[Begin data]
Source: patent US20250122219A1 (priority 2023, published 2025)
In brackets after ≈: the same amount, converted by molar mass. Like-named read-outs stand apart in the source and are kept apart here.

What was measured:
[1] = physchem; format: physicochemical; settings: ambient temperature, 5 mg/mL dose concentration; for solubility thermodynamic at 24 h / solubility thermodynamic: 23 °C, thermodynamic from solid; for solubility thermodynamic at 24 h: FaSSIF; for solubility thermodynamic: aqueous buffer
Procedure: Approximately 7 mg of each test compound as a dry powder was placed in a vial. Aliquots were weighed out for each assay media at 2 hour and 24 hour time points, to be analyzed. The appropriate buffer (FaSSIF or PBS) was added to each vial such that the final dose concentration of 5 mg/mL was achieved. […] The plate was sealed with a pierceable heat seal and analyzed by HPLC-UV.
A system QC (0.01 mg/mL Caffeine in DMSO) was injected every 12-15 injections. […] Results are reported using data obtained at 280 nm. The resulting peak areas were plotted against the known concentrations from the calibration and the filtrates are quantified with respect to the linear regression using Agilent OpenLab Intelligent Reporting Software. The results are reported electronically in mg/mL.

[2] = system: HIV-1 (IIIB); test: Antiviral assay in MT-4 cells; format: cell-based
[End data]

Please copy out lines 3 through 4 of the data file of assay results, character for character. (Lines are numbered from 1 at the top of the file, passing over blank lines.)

What was measured:
[1] = physchem; format: physicochemical; settings: ambient temperature, 5 mg/mL dose concentration; for solubility thermodynamic at 24 h / solubility thermodynamic: 23 °C, thermodynamic from solid; for solubility thermodynamic at 24 h: FaSSIF; for solubility thermodynamic: aqueous buffer